Welcome

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Welcome to the CMRR

Thank you for visiting our center. We hope you find everything you are looking for here.

  • New users should check the documents under Using our Facility.
  • Check the Quick Links for the most used features of the website.
  • Contact one of our faculty to start a collaboration.
  • Take a look at our resources and equipment for your project.

Here are the steps in a typical research project at the CMRR.

Please call us at 612-626-2001 or help@cmrr.umn.edu if you have any other questions.

About the CMRR

Center for Magnetic Resonance Research (CMRR), funded as a Biotechnology Research Center (BTRC) by the National Center for Research Resources (NCRR) until 2012 and by the National Institute of Biomedical Imaging and Bioengineering (NIBIB) since then, focuses on development of unique magnetic resonance (MR) imaging and spectroscopy methodologies and instrumentation for the acquisition of structural, functional, and biochemical information non-invasively in humans, and utilizing this capability to investigate organ function in health and disease.

The distinctive feature of this center is the emphasis on ultrahigh magnetic fields (7 Tesla and above), which was pioneered by this BTRC. This emphasis is based on the premise that there exists significant advantages to extracting biomedical information using ultrahigh magnetic fields, provided difficulties encountered by working at high frequencies corresponding to such high field strengths can be overcome by methodological and engineering solutions.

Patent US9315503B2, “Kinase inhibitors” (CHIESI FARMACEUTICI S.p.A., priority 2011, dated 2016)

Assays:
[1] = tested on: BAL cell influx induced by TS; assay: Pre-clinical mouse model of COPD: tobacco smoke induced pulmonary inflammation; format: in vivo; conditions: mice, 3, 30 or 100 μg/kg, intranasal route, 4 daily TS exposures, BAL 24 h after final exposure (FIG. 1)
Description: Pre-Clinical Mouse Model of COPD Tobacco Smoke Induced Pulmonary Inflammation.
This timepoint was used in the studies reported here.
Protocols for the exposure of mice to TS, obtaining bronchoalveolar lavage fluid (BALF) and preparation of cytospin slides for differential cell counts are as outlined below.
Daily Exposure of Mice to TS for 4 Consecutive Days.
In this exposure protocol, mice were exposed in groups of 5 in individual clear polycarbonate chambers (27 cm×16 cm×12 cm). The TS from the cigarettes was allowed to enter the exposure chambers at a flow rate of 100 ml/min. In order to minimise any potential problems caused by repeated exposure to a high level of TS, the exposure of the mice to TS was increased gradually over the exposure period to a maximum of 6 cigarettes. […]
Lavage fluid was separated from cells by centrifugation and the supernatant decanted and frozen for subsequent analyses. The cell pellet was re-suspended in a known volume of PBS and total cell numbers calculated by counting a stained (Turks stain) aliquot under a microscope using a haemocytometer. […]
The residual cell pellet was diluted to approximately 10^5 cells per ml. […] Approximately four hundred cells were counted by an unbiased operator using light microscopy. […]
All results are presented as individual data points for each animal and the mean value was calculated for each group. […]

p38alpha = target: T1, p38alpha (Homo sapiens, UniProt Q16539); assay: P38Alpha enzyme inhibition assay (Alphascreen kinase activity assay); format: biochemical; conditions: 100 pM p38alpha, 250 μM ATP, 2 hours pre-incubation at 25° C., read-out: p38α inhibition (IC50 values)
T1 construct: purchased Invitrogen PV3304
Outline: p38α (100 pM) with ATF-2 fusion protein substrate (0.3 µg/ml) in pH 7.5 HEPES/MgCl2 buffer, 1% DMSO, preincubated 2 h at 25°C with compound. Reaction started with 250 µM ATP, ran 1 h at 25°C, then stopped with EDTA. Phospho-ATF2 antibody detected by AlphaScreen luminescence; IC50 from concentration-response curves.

CMRR is home to some of the most advanced MR instrumentation in the world, complemented by human resources that provide unique expertise in imaging physics, engineering, and signal processing. No single group of scientists can successfully carry out all aspects of this type of interdisciplinary biomedical research; by bringing together these multi-disciplinary capabilities in a synergistic fashion, facilitating these interdisciplinary interactions, and providing adequate and centralized support for them under a central umbrella, CMRR amplifies the contributions of each of these groups of scientists to basic and clinical biomedical research.

Collectively, the approaches and instrumentation developed in CMRR constitute some of the most important tools used today to study system level organ function and physiology in humans for basic and translational research, and are increasingly applied world-wide.